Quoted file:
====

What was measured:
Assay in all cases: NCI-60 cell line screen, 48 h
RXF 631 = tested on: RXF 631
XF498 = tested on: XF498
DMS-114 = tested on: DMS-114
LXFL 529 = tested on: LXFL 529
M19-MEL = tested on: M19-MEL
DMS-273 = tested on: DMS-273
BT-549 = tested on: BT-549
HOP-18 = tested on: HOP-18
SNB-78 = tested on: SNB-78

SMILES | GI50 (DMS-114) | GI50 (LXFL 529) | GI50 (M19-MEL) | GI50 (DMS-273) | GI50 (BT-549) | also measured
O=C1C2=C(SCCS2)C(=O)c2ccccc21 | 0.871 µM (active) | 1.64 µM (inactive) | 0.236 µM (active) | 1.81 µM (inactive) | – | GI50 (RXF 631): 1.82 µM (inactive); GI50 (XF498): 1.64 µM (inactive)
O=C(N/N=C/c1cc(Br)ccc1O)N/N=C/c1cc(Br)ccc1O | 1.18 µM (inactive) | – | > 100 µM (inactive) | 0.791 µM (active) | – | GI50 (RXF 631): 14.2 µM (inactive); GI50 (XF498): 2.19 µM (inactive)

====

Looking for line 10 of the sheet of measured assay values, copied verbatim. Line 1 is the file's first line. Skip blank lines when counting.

HOP-18 = tested on: HOP-18